Facebook Home seems to have taken every tech blog by surprise, and for just a few days, may have seemed like a must-needed bandaid to their stock (NASDAQ:FB). For those that missed the news, essentially, Facebook Home is a faux lock screen that appears in place of your phone’s default OS operating system. So for example, if you have an Android HTC First, instead of unlocking your screen to see this, you’re now faced with updates from your closest Facebook friends, unread inboxes, and every other annoying post that your friends usually share. What’s more, is that Facebook’s integration doesn’t stop at the lock screen, it continues to be present, through any app, allowing you to continue a chat regardless of what app you have open on your phone. This can be great, allowing a user to feel more integrated with their online profiles, but this can also be deadly to the brand of powerful software companies who agree to implement Facebook Home into their mobile operating systems.
Google’s mobile smartphone OS, Android, allows for you to install Facebook Home onto it, and for Facebook Home to take over your smartphone experience. And by “take over”, I mean that quite literally. You’ll be followed around every app of your phone with Facebook’s “Chat Heads”, essential profile pictures of your friends that are talking to you over Facebook Messenger will appear on top of whatever app you’re using whenever a message comes up. I’m not going to get into the UI and start reviewing the software from a technical perspective, but I’m going to talk about it’s effect on the brand of software companies agreeing to support Facebook Home (as oppose to their proprietary OS).
The biggest sacrifice that both software and hardware companies are putting at risk, is the loss of the phone’s intended user experience. A brand is defined by what your user-base says about it, and if your user-base is talking about your brand in terms of a third-party experience on it, then you have to consider the hit that will have on your brand’s value. Google supports it as an app installation for Android, their mobile operating system that comes installed on many Samsung and HTC smartphones, just to name a few. Does Google see this as impacting their brand image negatively, or positively? That’s a good question, but what is for sure is that their Android experience will become diluted into an open-source environment if they allow other companies to replicate what Facebook has done with Home. Will Google want their Android OS to have the open-source and personal feeling that comes with allowing third-parties to take over the user experience? I don’t think they do, and you won’t be seeing further integration come into Android’s OS from smaller web giants for as long as Google sticks to their ecosystem of Google-branded services. (To further develop their brand touch-points, why didn’t they develop something similar for Google+ before allowing Facebook to make their giant entrance with Home?)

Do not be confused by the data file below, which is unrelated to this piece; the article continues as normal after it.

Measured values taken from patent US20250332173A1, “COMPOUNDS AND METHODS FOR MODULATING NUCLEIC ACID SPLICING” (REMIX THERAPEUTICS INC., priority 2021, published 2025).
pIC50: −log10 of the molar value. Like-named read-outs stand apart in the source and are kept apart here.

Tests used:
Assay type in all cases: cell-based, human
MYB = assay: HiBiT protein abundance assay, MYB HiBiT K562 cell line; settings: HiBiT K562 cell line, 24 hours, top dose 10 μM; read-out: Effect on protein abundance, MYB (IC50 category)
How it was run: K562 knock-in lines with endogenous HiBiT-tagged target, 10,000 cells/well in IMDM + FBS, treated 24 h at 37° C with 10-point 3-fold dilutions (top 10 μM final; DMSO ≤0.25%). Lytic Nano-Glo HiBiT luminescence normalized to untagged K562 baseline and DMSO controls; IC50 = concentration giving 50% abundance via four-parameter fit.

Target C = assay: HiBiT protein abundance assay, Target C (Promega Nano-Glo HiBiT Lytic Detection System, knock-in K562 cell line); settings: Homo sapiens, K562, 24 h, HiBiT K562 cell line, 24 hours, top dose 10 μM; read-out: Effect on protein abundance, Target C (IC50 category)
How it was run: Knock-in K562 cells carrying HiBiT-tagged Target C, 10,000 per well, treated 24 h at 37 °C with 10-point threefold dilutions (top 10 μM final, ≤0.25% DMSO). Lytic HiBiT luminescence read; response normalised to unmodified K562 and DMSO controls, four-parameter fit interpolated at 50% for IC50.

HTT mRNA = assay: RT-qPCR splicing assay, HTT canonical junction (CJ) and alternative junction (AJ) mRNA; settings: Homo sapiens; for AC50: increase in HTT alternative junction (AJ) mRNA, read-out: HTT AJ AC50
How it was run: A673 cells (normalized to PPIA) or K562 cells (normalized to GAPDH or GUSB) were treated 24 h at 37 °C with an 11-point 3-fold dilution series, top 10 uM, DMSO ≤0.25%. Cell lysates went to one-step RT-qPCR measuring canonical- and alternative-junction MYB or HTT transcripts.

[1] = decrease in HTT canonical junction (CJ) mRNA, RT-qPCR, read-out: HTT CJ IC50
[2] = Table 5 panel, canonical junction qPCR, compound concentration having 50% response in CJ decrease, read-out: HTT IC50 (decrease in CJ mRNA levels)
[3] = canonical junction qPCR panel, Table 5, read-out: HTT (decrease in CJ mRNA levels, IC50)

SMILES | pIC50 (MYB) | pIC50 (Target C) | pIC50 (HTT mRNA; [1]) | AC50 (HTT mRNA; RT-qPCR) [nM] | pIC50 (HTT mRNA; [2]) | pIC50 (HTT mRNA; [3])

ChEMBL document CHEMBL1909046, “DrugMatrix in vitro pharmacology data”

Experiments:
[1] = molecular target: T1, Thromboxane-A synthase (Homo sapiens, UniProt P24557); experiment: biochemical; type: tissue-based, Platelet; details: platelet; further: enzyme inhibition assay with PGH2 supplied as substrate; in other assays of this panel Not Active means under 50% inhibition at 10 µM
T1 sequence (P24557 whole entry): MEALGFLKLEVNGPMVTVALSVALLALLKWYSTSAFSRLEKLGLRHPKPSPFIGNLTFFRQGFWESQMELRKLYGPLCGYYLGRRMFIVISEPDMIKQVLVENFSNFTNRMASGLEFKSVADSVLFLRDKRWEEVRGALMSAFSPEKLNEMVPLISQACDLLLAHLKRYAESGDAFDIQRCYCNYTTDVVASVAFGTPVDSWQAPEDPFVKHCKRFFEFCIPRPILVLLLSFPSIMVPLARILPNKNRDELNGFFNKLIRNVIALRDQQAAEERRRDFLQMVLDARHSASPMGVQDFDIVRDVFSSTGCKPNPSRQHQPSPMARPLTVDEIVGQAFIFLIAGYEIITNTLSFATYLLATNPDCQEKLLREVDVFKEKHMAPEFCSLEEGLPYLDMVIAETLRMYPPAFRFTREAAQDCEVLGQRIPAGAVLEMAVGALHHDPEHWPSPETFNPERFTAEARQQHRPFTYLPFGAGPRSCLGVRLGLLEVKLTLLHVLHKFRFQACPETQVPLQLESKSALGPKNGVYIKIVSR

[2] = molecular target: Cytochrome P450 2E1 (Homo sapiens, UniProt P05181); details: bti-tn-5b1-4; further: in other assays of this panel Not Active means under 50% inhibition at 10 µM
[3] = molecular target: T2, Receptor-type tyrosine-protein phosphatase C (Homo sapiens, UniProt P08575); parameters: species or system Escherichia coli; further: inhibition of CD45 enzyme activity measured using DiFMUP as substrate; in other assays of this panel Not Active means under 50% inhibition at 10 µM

On the other side of the neighbourhood, BlackBerry (formerly RIM) has announced earlier this week that they will be making BBM (BlackBerry Messenger, and IM-like chat application that uses cellular data) compatible across other platforms, a formerly proprietary app for their own BlackBerry phones. So what does this mean? Is it going to hurt Apple’s iMessage, or has BBM already lost enough of it’s steam to become an irrelevant app? BlackBerry’s jump to make BBM cross-platform lies behind their goal of encouraging a shrinking number of BlackBerry developers to grow their confidence in the software, however, is it going to be the bait that keeps BlackBerry’s respect alive?
On the other hand, I don’t see it endangering Apple, at all. If BBM were to be made cross-platform back in BlackBerry’s prime days, then this would be a real threat to Apple’s brand. This would have been before Apple released iMessage, and before they had a strong instant messaging software that now works across your Mac, iPad, and iPhone. Back in these days, BBM was part of BlackBerry’s brand, it was part of their brand’s voice, and definitely a perk in using a BlackBerry. Now, the novelty of BBM has died, Apple has innovated through iMessage, and BlackBerry is once again late to the party.